Director: Michael Haneke
Genre: Drama/Psychological Drama/Mystery
Language: German
Country: Austria

Sunday 14 February 2010

Yi Yi (A One and a Two) [2000]

Yi Yi, the final film by legendary Taiwanese filmmaker Edward Yang, is a masterful exploration of the mundane details, foibles and moments of personal disappointments that often come to define one's life. Yet, conversely, it is also a moving celebration of the very act of living. This multi-generational saga and layered human drama starts with a bumbling marriage ceremony which doesn’t just set the film rolling, but also forms a subtle metaphor for the slowly disintegrating middle-class Taipei family it is based on. Each character is grappling with both familial and personal issues that make the older members reminisce of their heartbreaks, while educates the youngsters to come to terms with the fact that life is rarely fair to all. Every single person has been so meticulously delineated with soft, fine strokes, and brought forth through such naturalistic performances, that they literally jump out of the screen and present themselves before us as vividly human and devastatingly real people of flesh and blood. The lush photography, the meditative (and melancholic) tone, the unhurried pace, and the profound depth of the rich storyline make the film unfold as an epic piece of literature while covering the entire spectrum from the simple nuances of quotidian life to complex examination of the universal themes of guilt and loneliness.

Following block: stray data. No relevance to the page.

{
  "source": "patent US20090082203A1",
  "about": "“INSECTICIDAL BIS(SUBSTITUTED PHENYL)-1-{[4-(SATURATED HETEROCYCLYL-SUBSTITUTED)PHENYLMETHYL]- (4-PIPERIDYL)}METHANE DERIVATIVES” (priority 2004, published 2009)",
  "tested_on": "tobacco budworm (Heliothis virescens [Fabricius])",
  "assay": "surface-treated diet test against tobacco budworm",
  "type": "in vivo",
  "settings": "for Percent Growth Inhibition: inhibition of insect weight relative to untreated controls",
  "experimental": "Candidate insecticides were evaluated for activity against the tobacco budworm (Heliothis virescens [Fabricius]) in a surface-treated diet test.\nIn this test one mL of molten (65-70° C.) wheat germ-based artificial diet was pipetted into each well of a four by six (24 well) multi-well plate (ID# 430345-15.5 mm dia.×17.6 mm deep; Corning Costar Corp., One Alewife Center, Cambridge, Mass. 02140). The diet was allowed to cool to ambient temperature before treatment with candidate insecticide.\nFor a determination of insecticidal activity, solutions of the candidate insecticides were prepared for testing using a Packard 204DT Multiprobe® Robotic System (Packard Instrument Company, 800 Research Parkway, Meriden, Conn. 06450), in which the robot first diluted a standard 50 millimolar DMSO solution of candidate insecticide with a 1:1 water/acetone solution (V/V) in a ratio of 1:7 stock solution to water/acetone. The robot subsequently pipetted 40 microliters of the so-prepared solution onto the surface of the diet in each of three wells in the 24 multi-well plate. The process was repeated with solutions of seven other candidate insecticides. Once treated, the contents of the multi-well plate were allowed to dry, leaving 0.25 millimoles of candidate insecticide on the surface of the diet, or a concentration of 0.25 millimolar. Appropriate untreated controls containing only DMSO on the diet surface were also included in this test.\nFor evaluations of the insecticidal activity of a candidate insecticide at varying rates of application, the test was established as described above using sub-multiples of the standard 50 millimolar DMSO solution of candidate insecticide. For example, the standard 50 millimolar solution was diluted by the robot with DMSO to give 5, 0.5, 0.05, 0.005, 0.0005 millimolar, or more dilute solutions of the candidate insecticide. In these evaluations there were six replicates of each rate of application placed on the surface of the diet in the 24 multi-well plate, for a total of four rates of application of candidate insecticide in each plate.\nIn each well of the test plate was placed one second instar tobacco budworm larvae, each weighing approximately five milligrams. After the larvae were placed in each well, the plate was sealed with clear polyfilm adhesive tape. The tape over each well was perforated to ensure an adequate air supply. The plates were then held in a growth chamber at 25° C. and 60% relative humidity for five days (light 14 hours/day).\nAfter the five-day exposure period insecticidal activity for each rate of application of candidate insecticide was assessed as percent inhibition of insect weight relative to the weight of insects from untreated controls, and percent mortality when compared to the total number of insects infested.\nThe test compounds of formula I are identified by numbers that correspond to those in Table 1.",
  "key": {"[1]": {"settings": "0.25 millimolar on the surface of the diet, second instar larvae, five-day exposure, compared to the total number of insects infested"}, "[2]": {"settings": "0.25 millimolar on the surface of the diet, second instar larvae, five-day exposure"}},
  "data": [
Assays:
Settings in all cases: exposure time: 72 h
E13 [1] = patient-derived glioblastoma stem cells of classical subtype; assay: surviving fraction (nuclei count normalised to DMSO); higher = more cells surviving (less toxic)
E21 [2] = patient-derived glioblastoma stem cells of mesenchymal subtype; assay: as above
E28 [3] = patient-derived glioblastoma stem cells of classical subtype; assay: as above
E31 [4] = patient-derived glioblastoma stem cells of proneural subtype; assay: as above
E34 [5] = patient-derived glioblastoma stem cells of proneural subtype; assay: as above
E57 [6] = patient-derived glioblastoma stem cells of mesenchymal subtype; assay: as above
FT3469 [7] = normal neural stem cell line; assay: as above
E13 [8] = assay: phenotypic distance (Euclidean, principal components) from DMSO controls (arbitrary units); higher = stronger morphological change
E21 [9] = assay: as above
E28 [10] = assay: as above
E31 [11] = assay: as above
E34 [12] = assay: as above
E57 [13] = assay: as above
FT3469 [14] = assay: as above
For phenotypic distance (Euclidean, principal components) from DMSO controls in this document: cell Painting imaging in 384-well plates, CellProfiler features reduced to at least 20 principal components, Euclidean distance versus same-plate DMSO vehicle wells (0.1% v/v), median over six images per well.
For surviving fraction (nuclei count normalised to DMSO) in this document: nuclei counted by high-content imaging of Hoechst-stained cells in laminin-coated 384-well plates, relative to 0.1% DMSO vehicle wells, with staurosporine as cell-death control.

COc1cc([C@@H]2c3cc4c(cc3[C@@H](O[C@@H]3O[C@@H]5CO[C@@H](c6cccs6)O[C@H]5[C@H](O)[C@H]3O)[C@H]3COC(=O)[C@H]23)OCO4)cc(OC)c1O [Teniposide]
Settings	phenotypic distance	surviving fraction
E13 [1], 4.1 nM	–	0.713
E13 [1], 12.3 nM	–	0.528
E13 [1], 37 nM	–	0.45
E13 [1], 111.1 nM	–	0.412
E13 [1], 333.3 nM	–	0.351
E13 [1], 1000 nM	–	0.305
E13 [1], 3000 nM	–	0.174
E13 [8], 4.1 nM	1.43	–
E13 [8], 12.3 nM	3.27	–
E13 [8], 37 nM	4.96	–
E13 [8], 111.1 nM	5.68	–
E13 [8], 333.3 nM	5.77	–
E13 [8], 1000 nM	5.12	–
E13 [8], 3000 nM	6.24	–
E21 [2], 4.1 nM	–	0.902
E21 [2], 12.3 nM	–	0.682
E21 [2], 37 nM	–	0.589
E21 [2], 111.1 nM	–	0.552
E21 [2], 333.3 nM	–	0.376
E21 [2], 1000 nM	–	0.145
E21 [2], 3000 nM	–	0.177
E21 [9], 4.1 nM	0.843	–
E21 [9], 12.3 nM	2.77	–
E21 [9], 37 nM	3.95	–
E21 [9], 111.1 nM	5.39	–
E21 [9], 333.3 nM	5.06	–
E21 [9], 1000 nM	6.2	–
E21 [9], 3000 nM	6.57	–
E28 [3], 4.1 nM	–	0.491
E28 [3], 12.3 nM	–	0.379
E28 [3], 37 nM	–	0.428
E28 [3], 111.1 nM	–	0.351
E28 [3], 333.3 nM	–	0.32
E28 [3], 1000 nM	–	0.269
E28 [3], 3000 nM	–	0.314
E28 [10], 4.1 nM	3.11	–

Director: Edward Yang
Genre: Drama/Family Drama/Ensemble Film
Language: Taiwanese
Country: Taiwan

Thursday 11 February 2010

The Piano Teacher (La Pianiste) [2001]

There’s often a trend among filmgoers to dismiss a movie like Bad Timing, Antichrist or The Piano Teacher simple because they are unabashed enough to present matter which is difficult and challenging to sit through, without really giving the movies their due. Austrian provocateur Michael Haneke’s sixth directorial effort, The Piano Teacher, like his Funny Games, forces the audience as well as the characters to take a trip to the very edge of sanity and reason, through such dark and disturbing by-lanes as obsession, sadomasochism, voyeurism and repression. Erika, played unflinchingly and brilliantly by Isabelle Huppert, is a frigid middle-aged classical-piano teacher at a music conservatory. She loves Schubert, but she also has kinky obsessions, which, when spelt out to her much younger student who has become infatuated with her, leads to shocking, catastrophic consequences and an incredibly bleak climax. In the meantime she lives with a domineering mother whose presence in her life might have been the reason for her being what she is. The movie is elegantly shot, and has its fair share of Schubert renditions, that are in direct contrast to the psychological tussles that define the complex mother-daughter and the destructive older woman-younger guy relationships.

Director: Michael Haneke
Genre: Drama/Psychological Drama
Language: French
Country: Austria/France